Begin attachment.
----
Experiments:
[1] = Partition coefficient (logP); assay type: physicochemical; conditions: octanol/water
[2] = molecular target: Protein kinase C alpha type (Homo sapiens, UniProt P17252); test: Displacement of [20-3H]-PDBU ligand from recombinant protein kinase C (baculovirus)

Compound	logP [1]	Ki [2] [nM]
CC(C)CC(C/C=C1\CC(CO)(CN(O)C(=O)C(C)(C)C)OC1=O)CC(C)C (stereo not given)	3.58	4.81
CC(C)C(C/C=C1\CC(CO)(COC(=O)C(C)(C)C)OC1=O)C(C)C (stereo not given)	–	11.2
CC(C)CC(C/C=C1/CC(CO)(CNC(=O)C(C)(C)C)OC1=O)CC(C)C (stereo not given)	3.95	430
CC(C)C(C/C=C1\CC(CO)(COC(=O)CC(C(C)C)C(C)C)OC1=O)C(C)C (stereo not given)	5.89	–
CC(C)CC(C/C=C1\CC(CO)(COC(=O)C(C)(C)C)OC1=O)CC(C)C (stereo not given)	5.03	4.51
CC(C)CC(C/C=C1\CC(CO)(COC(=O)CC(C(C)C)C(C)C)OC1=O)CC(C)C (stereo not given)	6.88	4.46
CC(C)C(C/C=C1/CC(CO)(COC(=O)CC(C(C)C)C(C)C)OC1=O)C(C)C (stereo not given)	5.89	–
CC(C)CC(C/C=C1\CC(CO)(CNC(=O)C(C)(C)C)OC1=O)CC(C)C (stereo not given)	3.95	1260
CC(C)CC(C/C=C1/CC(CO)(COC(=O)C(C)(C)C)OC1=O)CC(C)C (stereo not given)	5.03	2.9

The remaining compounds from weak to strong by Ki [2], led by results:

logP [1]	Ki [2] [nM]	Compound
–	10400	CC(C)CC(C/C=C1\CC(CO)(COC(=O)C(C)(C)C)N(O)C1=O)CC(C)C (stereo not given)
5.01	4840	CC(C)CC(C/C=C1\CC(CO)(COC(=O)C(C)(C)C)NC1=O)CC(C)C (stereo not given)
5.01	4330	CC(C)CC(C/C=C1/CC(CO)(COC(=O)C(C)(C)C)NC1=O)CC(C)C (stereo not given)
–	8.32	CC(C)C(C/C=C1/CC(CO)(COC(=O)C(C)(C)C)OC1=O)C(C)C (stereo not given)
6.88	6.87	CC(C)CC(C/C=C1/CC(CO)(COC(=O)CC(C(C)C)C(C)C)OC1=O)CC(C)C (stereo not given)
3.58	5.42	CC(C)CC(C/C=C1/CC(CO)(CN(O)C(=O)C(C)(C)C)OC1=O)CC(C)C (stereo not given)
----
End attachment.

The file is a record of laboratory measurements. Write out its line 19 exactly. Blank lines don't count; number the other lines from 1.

–	8.32	CC(C)C(C/C=C1/CC(CO)(COC(=O)C(C)(C)C)OC1=O)C(C)C (stereo not given)